Book Reviews

Book Review: Ready Player One

I’ve had several people tell me to read this book and it’s been sitting in my “to be read” pile for a while. When I realized they were making it into a movie, I knew I had to move it to the top of the pile.

I’m not a huge gamer. Played plenty of video games when I was a kid–Tetris was a personal favorite, but beyond some drunken Golden Eye on the N64 in college, my adult life has not included gaming.

And of course, this book is about a massive multiplayer virtual reality simulation that people across the globe access on a daily basis because the real world had become so bleak. So, admittedly at first glance, I wasn’t sure if I’d get into it. Holy crap, am I glad I gave this book a chance.

First of all, the 80s references are absolutely amazing. I used to consider myself pretty good at handling the obscure 80s trivia but Ernest Cline made me feel like an amateur. Second, the writing is just good. The dialog, the internal turmoil, the good versus evil, David and Goliath archetypes are woven in so smoothly.

We meet Wade Watts, a teenager whose parents have both died and is now living with his aunt in a trailer with about 12 other people. This trailer is in what is known as the stacks–trailers packed on top of each other. He has a hideout where he logs onto a virtual reality called OASIS daily. He goes to school in the system, his friends are all other people who are logged in and he’s never met any of them in real life.

And they’re all Gunters – the creator of OASIS died 5 years prior to the start of the novel and just after he passed away, he released a video telling the world that he’s buried an Easter Egg somewhere inside the game and there are clues to find 3 keys to open 3 gates to win the egg. The winner inherits his massive fortune. Think Warren Buffet and Bill Gates combined rich. People have search endlessly for this Easter Egg–they became known as Game Hunters, and then shortened to Gunters.

Five years had gone by–and people had given up hope of finding the egg. Then one night, Wade (known as Parzival inside OASIS) finds the first key. There’s a scoreboard and his name goes to the top–it’s instant news and renews the fight to find the egg by everyone. Clans that had formed, vowing to work together to better their odds, individuals, and of course the evil corporation hell-bent on winning so they can gain control of OASIS and churn out tons of money from it. The clan from the evil corporation is called the Sixers (cue old school l33t speak where others call them the Sux0rs, etc).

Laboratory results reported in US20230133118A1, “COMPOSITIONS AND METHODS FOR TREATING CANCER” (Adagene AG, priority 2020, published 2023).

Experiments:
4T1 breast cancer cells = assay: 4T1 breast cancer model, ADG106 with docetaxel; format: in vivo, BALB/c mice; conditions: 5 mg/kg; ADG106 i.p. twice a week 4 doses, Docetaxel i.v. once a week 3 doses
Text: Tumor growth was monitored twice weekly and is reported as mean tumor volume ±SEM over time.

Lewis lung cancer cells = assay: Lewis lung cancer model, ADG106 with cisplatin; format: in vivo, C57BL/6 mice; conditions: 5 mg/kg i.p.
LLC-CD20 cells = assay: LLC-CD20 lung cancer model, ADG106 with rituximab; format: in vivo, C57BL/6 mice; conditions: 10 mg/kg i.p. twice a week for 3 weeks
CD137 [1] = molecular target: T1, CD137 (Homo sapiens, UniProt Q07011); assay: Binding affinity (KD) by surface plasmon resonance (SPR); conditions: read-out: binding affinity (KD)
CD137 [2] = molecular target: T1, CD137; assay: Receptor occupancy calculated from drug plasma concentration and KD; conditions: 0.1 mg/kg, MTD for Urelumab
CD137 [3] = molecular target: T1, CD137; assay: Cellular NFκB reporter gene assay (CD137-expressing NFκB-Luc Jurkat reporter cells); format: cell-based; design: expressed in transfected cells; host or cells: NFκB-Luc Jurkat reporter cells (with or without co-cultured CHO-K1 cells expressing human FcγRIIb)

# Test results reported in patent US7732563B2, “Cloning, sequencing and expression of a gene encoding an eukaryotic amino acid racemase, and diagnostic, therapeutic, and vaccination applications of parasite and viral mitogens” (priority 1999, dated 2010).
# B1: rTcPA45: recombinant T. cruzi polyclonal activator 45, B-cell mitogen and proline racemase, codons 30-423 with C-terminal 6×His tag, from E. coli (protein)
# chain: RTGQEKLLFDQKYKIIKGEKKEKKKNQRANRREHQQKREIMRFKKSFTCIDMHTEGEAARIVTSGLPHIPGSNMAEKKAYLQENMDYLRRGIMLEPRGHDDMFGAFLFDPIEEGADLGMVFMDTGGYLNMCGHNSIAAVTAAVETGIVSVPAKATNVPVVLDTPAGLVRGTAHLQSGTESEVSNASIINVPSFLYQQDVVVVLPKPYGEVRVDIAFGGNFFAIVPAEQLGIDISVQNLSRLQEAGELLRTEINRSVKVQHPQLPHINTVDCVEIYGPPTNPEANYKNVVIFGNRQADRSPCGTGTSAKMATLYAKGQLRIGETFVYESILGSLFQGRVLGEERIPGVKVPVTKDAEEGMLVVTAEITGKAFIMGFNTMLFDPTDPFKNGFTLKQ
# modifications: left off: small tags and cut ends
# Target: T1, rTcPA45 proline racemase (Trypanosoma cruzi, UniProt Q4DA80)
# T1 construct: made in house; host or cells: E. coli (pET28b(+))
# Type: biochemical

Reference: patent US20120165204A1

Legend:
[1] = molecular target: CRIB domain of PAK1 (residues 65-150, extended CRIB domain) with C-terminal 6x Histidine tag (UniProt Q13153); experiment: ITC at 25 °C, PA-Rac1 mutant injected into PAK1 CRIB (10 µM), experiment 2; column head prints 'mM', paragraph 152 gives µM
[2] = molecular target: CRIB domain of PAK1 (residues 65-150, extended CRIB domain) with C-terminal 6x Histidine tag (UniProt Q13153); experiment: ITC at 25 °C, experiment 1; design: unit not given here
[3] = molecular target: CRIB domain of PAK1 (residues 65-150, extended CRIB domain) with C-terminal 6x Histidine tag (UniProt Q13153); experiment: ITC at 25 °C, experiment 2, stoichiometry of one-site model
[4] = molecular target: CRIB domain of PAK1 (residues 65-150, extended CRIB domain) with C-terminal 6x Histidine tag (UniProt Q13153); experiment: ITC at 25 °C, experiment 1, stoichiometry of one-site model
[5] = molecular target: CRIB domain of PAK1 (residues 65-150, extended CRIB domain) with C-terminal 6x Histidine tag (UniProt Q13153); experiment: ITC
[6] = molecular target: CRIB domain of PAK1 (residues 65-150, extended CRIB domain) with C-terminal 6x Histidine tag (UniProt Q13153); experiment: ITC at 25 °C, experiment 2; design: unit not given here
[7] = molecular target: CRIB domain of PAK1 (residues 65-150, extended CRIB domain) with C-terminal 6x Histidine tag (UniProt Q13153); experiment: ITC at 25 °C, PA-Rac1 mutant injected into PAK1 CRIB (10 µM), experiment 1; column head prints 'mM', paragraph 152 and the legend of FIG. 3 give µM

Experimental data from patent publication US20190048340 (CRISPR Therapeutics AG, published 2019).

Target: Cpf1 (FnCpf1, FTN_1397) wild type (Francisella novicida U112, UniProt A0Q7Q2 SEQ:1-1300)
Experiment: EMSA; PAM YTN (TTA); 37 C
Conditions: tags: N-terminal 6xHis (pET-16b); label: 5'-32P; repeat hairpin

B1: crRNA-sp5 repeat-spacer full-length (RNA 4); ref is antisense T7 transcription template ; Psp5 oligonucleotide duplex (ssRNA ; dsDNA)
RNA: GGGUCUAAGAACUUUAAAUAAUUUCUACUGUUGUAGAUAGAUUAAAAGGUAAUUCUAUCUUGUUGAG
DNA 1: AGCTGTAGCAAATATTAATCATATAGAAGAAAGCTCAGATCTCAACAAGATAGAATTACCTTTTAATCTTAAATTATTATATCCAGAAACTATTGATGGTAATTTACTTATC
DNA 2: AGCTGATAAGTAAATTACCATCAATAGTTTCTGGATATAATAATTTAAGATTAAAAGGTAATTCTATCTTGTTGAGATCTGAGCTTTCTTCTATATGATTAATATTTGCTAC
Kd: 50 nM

Once Parzival clears the first gate, 4 other gunters do the same and they become known as the Top 5. They get endorsement deals, are begged to be interviewed, all while no one really knows who they are–just their avatars.

Parzival strikes up a relationship of sorts with Art3mis, the only female gunter in the Top 5. Aech (pronounced H) is Parzival’s best friend and teenage tension is created between the three as Parzival tries to figure out how to maintain his friendship but is consumed with his first girlfriend.

The Sixers lead bad guy in charge is a guy named Sorrento and there’s nothing this guy won’t do to win. He has unlimited resources at his disposal, a massive team of experts on the 80s, video games, movies, and more to make it easier to decipher the clues left to find the keys and pass through the gates to win. To say nefarious things are done to the Top 5 to thwart their efforts to win would be an understatement.

Again, I hesitated because while I played video games as a kid, I was never a gamer. I love the 80s and I know more than my fair share of Star Wars trivia (let’s just say I was not one of the popular kids in high school), I thought I’d miss to many of the references or that I’d be bored by the gaming aspect of the story. Turns out I was dead wrong.

I found myself remembering how many of the games mentioned were played and all I wanted was for Wade to beat that jerk Sorrento and get the girl. And I came away with a new appreciation for the hard-core gamer/computer type because it really is a lot of information to learn and recall at a moment’s notice. While I might be able to tell you anything and everything about Star Wars or which play a Shakespeare quote is from or some other obscure story telling factoid, gaming is a similar talent and just because it’s different from my forte, it doesn’t mean that one is better than the other.

I’m now one of those people who desperately hopes that the Spielberg version of this story lives up to the Cline version because it’s so, so good. If you haven’t read it yet, do so. If you don’t read, at least go see the movie. And appreciate the inner nerd that lives within all of us. Nuture it. Never know when you’re going to need to know all about MTV’s Max Headroom to live through the night.

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